email marketing

Want to provoke emotion in the inbox? Use Emoji’s

Want to provoke emotion in the inbox? Use Emoji’s

Receiving emoji’s in your subject lines – love it or hate it?

According to Litmus, the use of emoji’s have skyrocketed 777% year on year – increasing in popularity at such a rate, Oxford Dictionaries named an emoji ‘Word of the Year‘ in 2015.

Thanks to the emoji, subject lines are able to become a lot more expressive. The likes of 😍 and 👻 are creating a whole new language within the digital world…

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Sophie’s Top email designs for January

Sophie’s Top email designs for January

Welcome to the first of my monthly blog posts! Each month I will be sharing some of my favourite emails that have landed in my inbox. As a designer at Action Rocket, I get to create and build campaigns for great brands so I like to keep an eye on what trends and innovations are occurring in the industry. Take a look at some of the campaigns that have caught my this month, feel free to let me know what your thoughts are in the comments below!

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Lace shifts and dormant lists: a peek at ASOS’ re-engagement campaign

Lace shifts and dormant lists: a peek at ASOS’ re-engagement campaign

Re-engagement emails are a great way to clean and re-activate dormant parts of your list. It’s also a great opportunity to single out customers and make them feel appreciated and heard. That’s why this ASOS email stood out, they noticed I hadn’t been on their site/opened their emails for a while, which now a lot of companies do, yet their messaging and UX is a little different to most I’ve seen.

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Why personalisation and relevance in email (and everything else) will always be important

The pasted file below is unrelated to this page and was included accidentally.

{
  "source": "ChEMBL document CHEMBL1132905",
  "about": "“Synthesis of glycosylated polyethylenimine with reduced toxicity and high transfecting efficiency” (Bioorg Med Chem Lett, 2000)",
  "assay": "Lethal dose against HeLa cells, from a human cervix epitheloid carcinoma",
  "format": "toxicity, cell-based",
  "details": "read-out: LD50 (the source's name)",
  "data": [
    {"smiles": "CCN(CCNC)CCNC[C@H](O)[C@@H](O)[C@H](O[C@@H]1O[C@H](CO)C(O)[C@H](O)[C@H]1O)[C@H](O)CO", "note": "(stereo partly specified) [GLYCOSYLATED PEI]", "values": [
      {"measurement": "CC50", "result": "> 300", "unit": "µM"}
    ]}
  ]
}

Why personalisation and relevance in email (and everything else) will always be important

Principle 3 – Remember that a person’s name is to that person the sweetest and most important sound in any language.

I’ve been reading (and re-reading) ‘How to Win Friends and Influence People’ for about half a year now – although a lot of it is common sense, it’s still one of those books you wish you would have read sooner. Although I don’t agree with parts of the book, there is one chapter (6) in particular I have visited quite a few times because it speaks to the email, and general, marketing geek in me. If you’re familiar with the text, which odds would say you will have at least heard of it (first published in 1936, selling over 30 million copies), you probably know this section as ‘Six ways to make people like you’. In brief, Carnegie tells us about then politicians and CEO’s that could attribute a lot of their success to people skills, as simple as remembering names and birthdays. Seriously, this stuff would supposedly win elections. The chapter links a lot of similar principles together. Marketers can get so wrapped up in tactics and goals that they forget how far being kind and taking a genuine interest in someone, actually goes. No matter what customer profile you’re targeting, human nature & psychology (more or less) stay the same.

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